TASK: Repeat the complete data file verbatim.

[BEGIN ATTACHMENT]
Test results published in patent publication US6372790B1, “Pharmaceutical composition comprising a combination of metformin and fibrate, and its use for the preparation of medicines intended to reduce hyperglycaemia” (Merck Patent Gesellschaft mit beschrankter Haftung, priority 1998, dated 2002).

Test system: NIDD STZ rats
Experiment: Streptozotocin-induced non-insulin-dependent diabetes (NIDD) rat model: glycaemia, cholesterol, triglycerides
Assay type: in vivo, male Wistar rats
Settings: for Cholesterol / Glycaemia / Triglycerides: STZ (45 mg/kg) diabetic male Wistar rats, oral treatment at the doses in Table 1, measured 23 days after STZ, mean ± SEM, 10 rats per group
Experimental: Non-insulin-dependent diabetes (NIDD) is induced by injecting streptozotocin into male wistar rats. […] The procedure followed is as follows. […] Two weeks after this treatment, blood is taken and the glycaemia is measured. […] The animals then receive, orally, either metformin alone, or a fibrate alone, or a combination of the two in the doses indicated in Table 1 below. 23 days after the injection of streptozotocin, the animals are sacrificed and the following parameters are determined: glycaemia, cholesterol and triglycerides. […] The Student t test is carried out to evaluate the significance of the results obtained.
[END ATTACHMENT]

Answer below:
Test results published in patent publication US6372790B1, “Pharmaceutical composition comprising a combination of metformin and fibrate, and its use for the preparation of medicines intended to reduce hyperglycaemia” (Merck Patent Gesellschaft mit beschrankter Haftung, priority 1998, dated 2002).

Test system: NIDD STZ rats
Experiment: Streptozotocin-induced non-insulin-dependent diabetes (NIDD) rat model: glycaemia, cholesterol, triglycerides
Assay type: in vivo, male Wistar rats
Settings: for Cholesterol / Glycaemia / Triglycerides: STZ (45 mg/kg) diabetic male Wistar rats, oral treatment at the doses in Table 1, measured 23 days after STZ, mean ± SEM, 10 rats per group
Experimental: Non-insulin-dependent diabetes (NIDD) is induced by injecting streptozotocin into male wistar rats. […] The procedure followed is as follows. […] Two weeks after this treatment, blood is taken and the glycaemia is measured. […] The animals then receive, orally, either metformin alone, or a fibrate alone, or a combination of the two in the doses indicated in Table 1 below. 23 days after the injection of streptozotocin, the animals are sacrificed and the following parameters are determined: glycaemia, cholesterol and triglycerides. […] The Student t test is carried out to evaluate the significance of the results obtained.